Since the bill that would’ve funded online programs for public schools was not passed, Frisco school leaders are planning to put out a last-minute virtual learning option for students who can’t get their vaccine yet, as reported by The Dallas Morning News.
What are the details?
Spokeswoman Meghan Cone revealed that the district officials are going to bring back online options for students due to the concerns about the surge of COVID cases and the extremely contagious delta variant.
Frisco school officials had been firmly backing the push for Legislature to allow funding for virtual classes just like it’s done for in-person learning.
While school leaders had been confident that the bill would pass, a blow was dealt to virtual learning options by the last minute walkout by Texas House Democrats, as the news outlet points out.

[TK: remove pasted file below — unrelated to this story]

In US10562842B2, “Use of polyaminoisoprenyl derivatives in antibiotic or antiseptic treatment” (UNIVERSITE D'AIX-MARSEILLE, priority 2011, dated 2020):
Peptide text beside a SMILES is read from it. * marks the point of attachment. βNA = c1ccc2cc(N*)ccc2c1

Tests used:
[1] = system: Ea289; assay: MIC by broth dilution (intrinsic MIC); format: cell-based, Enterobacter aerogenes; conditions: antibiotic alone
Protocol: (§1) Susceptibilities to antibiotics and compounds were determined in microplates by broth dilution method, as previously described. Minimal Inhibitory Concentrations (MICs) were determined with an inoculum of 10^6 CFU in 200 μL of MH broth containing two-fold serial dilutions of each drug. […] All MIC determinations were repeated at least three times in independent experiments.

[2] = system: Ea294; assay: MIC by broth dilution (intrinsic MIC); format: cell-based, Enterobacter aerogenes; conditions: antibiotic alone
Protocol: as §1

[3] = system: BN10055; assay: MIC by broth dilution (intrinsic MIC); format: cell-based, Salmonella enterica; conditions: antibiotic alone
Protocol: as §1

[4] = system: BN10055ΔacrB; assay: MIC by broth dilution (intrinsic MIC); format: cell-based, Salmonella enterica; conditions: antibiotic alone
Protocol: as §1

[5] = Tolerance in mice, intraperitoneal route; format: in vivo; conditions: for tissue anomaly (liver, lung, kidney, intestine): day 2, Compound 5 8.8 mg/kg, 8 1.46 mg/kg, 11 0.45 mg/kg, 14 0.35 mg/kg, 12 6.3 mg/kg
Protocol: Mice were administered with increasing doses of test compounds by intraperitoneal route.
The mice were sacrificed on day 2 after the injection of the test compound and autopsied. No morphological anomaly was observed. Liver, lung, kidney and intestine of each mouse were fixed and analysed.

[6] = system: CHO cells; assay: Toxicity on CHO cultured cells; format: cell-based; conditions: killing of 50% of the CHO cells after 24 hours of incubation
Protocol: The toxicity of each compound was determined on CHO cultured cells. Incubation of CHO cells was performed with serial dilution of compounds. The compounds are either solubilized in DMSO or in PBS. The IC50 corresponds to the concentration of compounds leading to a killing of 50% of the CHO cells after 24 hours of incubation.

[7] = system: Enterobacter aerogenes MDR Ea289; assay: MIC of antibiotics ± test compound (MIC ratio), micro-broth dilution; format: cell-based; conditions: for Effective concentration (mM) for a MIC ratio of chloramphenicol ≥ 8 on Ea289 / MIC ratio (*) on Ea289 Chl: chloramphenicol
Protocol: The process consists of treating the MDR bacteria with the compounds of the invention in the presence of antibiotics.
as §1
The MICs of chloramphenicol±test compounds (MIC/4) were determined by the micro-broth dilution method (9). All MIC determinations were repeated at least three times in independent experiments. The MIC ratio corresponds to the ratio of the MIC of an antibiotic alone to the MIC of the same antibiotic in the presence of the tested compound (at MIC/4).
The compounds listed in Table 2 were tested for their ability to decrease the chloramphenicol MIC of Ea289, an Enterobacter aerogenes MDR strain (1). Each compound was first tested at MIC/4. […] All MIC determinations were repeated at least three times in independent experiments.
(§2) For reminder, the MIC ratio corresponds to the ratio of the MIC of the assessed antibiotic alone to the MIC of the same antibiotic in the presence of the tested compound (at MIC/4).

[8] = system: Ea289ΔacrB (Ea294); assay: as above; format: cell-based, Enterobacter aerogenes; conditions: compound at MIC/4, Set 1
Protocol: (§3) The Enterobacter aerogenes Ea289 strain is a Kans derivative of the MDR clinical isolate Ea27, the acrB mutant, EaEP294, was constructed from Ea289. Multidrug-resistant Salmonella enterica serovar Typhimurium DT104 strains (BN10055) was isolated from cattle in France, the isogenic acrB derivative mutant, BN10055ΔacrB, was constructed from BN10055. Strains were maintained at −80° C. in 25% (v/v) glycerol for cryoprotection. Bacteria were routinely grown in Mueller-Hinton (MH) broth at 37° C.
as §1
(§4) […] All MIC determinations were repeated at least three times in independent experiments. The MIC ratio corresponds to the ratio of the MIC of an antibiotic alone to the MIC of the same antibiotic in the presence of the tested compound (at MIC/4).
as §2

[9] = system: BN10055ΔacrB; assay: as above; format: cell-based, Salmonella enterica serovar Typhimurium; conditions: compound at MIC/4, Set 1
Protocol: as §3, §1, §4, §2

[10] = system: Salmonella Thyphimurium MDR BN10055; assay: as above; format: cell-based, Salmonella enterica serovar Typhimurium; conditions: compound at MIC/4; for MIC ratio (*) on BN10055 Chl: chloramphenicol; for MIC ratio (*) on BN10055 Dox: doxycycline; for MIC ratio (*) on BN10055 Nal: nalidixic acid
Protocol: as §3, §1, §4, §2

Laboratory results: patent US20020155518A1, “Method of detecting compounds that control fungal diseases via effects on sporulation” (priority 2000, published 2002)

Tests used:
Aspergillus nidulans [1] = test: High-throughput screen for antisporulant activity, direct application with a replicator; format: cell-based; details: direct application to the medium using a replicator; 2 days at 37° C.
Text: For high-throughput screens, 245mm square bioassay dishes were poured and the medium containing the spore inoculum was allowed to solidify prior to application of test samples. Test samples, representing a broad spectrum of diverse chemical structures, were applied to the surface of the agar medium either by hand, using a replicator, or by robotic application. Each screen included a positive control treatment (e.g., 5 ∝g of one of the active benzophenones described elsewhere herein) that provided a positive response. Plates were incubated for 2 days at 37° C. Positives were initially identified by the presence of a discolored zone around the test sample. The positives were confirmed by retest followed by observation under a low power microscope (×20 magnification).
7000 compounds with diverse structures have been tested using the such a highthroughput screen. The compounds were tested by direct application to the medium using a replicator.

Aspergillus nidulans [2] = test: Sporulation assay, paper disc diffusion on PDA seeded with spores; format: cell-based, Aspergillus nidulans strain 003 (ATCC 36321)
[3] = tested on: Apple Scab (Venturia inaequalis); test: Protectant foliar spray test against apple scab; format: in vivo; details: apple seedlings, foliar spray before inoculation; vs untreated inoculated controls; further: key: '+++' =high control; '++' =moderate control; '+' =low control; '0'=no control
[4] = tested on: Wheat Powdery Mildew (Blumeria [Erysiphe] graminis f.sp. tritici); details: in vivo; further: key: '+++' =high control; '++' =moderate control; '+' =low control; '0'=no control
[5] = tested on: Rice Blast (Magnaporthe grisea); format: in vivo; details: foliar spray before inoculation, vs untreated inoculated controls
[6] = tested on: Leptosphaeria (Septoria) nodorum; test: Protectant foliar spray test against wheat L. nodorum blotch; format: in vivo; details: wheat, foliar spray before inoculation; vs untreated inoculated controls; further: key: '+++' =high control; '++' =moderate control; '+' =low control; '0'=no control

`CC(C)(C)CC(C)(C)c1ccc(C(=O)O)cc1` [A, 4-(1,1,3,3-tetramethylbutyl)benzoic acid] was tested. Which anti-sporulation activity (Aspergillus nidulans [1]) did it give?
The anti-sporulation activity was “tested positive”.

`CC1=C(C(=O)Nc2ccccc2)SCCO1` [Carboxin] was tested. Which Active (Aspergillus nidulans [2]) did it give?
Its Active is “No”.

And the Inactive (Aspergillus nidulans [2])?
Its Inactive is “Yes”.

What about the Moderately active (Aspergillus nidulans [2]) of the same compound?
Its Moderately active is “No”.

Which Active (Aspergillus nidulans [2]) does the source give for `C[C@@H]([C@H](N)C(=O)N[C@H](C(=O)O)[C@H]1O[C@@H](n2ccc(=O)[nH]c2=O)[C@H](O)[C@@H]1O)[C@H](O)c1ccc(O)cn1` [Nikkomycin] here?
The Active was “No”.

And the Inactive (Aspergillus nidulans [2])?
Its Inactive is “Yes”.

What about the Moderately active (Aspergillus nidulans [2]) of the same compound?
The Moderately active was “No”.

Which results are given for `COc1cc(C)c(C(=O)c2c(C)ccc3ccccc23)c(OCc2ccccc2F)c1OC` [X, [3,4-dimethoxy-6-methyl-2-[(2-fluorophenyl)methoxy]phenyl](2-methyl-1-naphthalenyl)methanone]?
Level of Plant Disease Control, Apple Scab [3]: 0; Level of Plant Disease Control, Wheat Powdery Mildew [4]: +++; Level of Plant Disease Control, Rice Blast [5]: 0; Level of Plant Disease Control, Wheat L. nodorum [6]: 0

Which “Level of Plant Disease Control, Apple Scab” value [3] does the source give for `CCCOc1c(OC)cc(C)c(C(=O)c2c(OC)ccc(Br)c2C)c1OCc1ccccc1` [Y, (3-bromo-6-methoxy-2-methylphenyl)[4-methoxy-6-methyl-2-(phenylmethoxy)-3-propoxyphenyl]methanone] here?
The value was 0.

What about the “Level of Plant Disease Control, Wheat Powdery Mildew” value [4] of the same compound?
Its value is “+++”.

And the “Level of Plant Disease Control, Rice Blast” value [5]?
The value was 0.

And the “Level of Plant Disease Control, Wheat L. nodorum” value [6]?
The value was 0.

As a result, many districts were forced to scrape different plans to make sure all students are safe.
Superintendent Mike Waldrip wrote a letter to parents after the session ended stating that “Frisco ISD has no choice but to discontinue planning for this option in the coming school year.”
However, things took a different turn this week. District leaders emailed staff to let them know they will move forward with virtual learning anyway. Students in early childhood classes through sixth grade will be able to sign up for virtual learning, as Cone explained.
All kids 12 and older are allowed to have the vaccine shots. No details were given out about how the district is going to pay for the virtual classes. Cone stated that additional information will be available soon and that a formal announcement for families is in the works.
School starts on August 12 for all students.
“We plan to have this in place only as long as there isn’t a vaccine available for kids in this age group. Whenever a vaccine is widely available for younger kids, we’ll disable this option,” Cone said for the outlet.
Frisco is thus joining other school districts by cancelling and then re-launching virtual learning as a result of the surge in COVID-19 cases.